List your competitors – who are they? If you analyse your competitors, you can find out how they work, what they do and compare them to your business.

What products or services do they sell?

Do they offer a similar product or service to you?

What do they offer their customers?

What do they do to engage with their customers?

Where are they? What are their strengths and weaknesses?

How do they market their products/services…e.g. social media, advertising etc.

The more information you can get about your competitors, the more chance you have of identifying where you fit into the market place and what opportunities are available to you.

  1. Decide on your goals

Once you know where your business stands in the market place and who your competitors are, you can decide what goals you want to set for your business. What do you want to achieve over the next 12 months?

Make your goals specific – instead of saying, ‘I want to sell more products’, look at your products and decide exactly how much more you want to sell. They might come under different categories. Go back to the baby product scenario…you might sell baby massage products, so a goal could be ‘Increase sales of baby massage products by 20% compared to last year’. You then have a definite goal to aim for…and it’s easier to review every few months because you calculate if you are on track to achieve your goal.

Aim for 4-6 short term goals – things that are fairly easy to achieve. You can always add more throughout the year if you achieve them.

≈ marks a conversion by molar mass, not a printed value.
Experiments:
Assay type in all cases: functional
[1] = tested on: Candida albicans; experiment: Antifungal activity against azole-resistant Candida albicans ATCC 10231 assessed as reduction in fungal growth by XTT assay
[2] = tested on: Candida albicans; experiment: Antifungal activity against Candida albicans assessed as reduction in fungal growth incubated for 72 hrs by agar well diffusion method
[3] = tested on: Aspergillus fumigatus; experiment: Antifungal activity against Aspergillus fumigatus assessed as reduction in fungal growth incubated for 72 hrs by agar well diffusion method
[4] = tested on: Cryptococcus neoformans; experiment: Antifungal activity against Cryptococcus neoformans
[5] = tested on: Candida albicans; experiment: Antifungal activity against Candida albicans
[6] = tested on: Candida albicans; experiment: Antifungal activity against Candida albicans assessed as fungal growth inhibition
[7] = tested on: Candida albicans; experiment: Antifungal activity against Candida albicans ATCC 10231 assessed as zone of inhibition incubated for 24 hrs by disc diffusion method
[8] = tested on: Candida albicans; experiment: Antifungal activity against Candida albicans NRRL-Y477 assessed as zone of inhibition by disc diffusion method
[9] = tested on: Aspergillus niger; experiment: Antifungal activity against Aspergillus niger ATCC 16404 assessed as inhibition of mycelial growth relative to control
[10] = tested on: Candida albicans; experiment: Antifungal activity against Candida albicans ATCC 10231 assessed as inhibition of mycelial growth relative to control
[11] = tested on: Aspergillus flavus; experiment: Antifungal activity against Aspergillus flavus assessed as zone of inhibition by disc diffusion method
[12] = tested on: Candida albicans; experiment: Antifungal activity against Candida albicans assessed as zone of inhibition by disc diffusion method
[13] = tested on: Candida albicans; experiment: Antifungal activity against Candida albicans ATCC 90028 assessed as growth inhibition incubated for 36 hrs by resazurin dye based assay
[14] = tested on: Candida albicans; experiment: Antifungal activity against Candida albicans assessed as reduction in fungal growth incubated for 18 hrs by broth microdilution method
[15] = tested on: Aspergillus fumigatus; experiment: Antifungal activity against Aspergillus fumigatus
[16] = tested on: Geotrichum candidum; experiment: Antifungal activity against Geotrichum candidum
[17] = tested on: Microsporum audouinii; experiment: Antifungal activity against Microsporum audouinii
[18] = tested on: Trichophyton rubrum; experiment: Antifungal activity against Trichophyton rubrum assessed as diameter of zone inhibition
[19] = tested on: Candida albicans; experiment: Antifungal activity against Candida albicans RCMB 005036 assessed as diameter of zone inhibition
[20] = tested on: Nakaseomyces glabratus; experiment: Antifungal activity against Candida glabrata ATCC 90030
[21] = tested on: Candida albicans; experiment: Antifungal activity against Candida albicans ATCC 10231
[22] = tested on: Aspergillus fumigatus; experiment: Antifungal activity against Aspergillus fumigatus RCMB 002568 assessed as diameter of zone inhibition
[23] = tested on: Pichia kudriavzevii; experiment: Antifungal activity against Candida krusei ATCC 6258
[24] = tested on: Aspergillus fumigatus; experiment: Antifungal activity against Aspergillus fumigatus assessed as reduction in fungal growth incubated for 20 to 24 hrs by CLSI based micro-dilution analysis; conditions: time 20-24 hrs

Aim for 2-4 long term goals – things that are a bit more challenging. If you find that one of these goals is too challenging part way through the year, you can always break it down into smaller, more achievable chunks. 

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  1. Set your marketing strategies

Once you have set your goals, you can start looking at the short term goals in more detail. What activity is going to help you achieve that goal? What price or process will help you achieve your goals?

When you are trying to decide on which activities to use, choose those that best suit your business and your customers. For example, an advert in a local magazine or newspaper won’t necessarily reach your target market if they are primarily young adults, who generally don’t read this kind of thing. It’s a good idea to go for a few activities that complement each other. For example if your products/services can be for any age, you might go for an advert in a magazine, but also use social media or maybe local radio. You might sell your products at a market or craft fayre, so advertise the event on social media and do links to your products.